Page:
A Rational Critique of the Fourth Industrial Revolution Academia: A Search For Deeper Explanations
The purpose of this paper is to explore the technological shift of academics towards the utilization of technological devices in the facilitation of teaching. Precisely, the paper is checking on how much is robotic teaching machines being embraced in academia. This is a conceptual and a positional paper. The question guiding this paper is: how successful could robotic-teaching machines replace lecturers in the halls of learning and competently and effectively lecture to the historically disadvantaged students? Findings include how much robotic-taught students are likely to lack the Ubuntu human sense of morality. The other finding relates to how much countries with low economic might could increase unemployment in the acquisition of robots. The other finding relates to the difficulty of retaining critical thinking within the robotic teaching, for the next generations. The other finding relates to the competent programming of robots to adequately replace lecturers. The last finding centres around the liberty of students to express their critical views being taught by formatted machines. Evidently much as the fourth industrial revolution (4IR) is beneficial to human development, it equally poses a relentless threat to lecturers as employees across the global economic spectrum. Myriad people are likely to be laid off from their jobs because of machinations when human capital will be replaced by robots. Acknowledging that some lecturers could be re-skilled, the number is but likely to be marginal. On the basis of above, the researchers recommend that the concept of decolonization of curriculum at higher education institutions be afforded a space to take root before being coupled with this one of the fourth industrial revolution (4IR) which is likely to require more preparations and resources than realized.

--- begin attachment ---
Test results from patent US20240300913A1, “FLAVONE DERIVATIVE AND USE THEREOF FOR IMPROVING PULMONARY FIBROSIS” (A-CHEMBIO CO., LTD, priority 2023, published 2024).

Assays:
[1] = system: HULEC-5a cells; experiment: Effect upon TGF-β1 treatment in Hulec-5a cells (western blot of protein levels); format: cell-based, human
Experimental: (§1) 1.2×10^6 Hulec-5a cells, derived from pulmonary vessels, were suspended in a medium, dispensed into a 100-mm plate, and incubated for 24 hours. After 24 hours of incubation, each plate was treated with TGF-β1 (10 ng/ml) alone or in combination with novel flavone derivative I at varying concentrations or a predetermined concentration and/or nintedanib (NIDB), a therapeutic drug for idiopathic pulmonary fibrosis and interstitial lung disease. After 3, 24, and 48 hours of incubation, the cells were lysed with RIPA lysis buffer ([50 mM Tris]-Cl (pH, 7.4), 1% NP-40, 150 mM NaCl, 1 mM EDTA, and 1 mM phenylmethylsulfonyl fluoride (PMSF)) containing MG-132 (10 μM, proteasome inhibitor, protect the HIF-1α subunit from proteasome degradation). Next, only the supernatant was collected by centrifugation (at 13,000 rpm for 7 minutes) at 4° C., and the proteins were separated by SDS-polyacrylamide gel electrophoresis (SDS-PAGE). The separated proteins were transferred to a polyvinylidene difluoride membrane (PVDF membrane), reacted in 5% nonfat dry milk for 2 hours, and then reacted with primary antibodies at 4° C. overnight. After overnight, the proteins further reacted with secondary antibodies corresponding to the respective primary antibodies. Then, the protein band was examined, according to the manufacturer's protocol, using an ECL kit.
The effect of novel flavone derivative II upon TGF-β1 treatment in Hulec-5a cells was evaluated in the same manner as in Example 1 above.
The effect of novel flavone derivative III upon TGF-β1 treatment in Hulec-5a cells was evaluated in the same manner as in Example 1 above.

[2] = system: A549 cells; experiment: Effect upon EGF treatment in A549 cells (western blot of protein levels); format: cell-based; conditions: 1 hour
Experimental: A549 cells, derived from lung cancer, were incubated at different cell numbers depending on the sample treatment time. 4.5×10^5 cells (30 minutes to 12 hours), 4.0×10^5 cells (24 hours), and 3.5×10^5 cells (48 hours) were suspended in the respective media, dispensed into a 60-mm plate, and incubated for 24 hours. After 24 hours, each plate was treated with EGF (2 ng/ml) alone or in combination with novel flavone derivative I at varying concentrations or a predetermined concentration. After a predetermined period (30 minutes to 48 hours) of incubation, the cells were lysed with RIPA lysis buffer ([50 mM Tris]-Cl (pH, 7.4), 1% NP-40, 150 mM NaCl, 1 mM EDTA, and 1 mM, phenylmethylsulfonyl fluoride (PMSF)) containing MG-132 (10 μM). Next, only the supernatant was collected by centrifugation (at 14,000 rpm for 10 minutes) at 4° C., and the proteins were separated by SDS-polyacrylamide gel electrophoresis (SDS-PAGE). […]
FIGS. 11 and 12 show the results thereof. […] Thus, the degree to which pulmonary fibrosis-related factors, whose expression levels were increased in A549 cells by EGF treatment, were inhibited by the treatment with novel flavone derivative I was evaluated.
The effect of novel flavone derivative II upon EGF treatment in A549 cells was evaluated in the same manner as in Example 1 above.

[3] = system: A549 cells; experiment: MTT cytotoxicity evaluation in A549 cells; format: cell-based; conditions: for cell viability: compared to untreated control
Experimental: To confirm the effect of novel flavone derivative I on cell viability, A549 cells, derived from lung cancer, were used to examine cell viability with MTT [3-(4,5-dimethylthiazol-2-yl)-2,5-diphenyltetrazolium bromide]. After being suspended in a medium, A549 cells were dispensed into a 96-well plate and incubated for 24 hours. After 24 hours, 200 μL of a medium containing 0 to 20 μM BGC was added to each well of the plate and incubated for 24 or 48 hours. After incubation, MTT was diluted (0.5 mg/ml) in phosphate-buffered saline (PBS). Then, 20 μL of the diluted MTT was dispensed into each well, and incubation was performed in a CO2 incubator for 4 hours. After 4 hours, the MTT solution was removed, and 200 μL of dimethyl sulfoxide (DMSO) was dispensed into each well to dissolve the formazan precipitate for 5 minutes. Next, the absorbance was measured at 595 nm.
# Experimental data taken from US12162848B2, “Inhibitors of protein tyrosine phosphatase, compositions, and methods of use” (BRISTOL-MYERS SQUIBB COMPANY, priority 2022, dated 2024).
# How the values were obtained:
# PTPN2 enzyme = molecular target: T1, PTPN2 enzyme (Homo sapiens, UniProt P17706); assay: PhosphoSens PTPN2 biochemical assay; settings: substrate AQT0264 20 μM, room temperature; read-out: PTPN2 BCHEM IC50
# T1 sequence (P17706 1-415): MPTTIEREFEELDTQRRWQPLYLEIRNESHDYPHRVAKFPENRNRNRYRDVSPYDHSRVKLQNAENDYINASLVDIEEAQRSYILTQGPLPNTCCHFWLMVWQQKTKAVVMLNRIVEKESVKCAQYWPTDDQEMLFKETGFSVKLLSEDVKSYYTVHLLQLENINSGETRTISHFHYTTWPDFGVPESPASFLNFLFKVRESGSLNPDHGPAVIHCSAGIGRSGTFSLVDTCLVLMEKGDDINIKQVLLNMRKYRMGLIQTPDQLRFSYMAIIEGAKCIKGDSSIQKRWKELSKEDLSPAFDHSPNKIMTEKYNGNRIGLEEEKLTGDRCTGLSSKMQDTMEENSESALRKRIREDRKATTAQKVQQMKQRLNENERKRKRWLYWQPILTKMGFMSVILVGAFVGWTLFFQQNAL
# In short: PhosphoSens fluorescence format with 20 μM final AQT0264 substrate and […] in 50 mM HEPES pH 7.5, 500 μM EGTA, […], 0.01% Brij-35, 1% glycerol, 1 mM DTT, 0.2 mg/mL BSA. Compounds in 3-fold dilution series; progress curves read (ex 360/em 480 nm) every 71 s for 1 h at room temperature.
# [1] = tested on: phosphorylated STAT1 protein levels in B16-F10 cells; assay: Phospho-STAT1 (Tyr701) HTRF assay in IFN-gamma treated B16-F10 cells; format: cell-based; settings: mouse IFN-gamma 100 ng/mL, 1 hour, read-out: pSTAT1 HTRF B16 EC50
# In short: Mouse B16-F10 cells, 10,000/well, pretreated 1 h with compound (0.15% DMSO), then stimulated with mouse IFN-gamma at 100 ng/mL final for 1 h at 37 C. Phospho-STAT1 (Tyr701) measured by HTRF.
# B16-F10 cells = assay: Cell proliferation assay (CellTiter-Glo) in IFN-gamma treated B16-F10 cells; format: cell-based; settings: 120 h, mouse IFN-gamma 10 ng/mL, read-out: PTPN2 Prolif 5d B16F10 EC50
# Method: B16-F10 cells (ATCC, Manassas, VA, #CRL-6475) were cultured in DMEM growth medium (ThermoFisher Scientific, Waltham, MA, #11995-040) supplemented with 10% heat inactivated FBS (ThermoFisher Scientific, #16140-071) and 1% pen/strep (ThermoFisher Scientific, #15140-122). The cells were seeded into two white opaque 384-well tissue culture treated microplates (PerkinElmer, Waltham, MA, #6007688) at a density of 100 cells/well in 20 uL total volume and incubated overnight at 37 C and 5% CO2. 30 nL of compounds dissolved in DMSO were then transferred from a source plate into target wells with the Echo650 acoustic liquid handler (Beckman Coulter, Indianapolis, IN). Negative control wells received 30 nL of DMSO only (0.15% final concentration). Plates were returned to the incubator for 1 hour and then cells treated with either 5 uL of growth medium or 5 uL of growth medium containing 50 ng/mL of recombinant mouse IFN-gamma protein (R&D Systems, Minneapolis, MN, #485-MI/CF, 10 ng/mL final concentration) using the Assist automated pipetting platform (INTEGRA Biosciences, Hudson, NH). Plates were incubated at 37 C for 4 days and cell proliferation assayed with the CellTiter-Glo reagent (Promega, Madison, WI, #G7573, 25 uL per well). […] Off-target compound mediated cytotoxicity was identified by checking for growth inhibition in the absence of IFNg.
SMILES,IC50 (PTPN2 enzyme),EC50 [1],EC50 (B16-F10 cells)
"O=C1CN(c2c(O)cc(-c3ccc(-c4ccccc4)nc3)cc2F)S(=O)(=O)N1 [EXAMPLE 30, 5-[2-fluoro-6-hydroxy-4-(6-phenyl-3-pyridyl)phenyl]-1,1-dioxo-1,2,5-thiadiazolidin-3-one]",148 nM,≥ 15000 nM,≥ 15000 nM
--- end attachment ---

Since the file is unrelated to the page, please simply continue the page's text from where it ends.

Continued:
Keywords: Academia, Critical thinking, Decolonization, Education, Robotic teachers